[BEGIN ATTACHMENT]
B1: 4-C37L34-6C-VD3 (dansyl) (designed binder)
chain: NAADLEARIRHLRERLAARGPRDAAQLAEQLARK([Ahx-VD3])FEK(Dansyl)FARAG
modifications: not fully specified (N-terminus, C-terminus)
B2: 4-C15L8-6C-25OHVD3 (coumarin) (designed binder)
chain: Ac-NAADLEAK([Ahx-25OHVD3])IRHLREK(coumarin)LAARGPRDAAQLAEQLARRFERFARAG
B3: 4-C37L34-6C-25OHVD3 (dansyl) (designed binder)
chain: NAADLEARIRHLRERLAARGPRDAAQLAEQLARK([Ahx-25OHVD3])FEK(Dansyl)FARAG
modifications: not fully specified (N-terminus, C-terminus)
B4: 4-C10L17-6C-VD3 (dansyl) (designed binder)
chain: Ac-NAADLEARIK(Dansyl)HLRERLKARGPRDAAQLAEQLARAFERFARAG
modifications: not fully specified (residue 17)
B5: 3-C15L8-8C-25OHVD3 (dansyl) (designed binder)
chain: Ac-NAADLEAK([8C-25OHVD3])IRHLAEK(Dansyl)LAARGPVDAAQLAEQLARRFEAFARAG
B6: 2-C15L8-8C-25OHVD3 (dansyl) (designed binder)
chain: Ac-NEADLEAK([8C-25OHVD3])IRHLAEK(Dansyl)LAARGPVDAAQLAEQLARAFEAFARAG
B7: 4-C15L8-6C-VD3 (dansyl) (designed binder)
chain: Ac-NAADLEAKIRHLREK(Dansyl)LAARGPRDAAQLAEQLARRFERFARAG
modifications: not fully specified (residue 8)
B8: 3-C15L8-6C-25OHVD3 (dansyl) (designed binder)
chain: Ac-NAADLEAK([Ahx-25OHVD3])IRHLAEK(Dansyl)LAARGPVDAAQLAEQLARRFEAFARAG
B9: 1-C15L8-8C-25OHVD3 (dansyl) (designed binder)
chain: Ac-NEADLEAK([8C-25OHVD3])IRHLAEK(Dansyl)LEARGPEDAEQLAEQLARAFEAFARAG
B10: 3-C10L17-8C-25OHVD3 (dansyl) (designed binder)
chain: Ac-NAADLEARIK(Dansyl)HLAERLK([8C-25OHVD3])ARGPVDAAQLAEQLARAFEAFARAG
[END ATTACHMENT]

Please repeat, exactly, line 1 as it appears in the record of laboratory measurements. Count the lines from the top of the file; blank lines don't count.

B1: 4-C37L34-6C-VD3 (dansyl) (designed binder)